Freelance writing is a competitive and often changing business. While no experience is needed to gain work as a freelance writer, experience and qualifications play a major part in the amount a writer can earn for creating content. While freelance writers can still sell pieces to newspapers and magazines, it is becoming increasingly easier to secure fruitful writing gigs from the Internet instead.
That said, the freelance writing landscape has changed a lot over the last two years as opportunities have come and gone. But the basic avenues for earning money through writing online remain the same even if some of the players have changed.
Here we have highlighted the three best writing jobs online in 2017: bidding sites, content mills and finding private clients.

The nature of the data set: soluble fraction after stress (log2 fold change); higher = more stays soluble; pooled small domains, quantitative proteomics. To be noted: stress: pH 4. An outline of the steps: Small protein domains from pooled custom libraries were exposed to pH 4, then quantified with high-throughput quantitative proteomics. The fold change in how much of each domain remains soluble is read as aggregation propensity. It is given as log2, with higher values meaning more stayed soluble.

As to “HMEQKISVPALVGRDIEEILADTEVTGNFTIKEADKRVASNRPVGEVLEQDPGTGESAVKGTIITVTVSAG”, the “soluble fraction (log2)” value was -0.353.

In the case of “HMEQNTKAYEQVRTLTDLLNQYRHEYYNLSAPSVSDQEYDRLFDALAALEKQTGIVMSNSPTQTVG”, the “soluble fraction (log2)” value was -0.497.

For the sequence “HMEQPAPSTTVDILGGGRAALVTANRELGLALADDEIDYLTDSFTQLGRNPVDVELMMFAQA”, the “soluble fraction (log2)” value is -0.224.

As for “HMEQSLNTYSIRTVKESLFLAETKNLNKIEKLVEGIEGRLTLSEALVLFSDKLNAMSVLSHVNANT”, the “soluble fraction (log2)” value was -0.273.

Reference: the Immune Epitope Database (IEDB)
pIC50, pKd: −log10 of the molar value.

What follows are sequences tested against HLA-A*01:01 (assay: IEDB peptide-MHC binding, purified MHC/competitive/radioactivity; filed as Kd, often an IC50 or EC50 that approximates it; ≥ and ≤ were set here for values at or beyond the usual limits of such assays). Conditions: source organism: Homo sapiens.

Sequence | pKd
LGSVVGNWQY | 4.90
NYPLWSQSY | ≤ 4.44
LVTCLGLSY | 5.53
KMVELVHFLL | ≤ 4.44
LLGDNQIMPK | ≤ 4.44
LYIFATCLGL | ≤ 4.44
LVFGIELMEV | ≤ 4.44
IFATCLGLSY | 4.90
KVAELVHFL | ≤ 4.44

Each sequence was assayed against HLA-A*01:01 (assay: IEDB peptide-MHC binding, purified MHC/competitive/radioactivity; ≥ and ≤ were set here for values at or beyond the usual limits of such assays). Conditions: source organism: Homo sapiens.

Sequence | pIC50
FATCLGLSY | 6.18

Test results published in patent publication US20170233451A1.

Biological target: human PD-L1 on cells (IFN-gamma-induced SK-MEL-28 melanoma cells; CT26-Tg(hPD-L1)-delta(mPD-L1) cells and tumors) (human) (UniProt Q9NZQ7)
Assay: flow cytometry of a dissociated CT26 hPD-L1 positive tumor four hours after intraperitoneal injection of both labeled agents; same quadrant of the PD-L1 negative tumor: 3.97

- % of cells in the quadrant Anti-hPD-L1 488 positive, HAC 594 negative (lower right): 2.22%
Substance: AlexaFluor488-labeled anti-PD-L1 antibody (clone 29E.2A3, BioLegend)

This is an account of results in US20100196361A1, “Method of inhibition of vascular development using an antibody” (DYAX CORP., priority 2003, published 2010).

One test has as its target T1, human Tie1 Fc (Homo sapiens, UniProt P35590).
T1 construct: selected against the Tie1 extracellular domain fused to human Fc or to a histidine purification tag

Freelance Bidding Sites
The most well-known bidding site currently for freelance writers is Upwork which took over the former sites eLance and oDesk. This type of site does not focus solely on writing jobs, but instead on any type of job that can be outsourced. The benefit of such a site for freelance writers is that it brings the entire global marketplace to the writer. Of course, this also means that freelancers are competing with other freelancers from all over the world.
This is where the disadvantage of bidding sites comes into play. For example, a freelance writer living in Seattle, Washington likely has a higher cost of living than a writer in the Philippines, which means that it can be difficult for the Seattle-based writer to match the lower rates of the Philippines-based writer. As a result, it can be difficult to bid on and actually win job contracts on these bidding sites.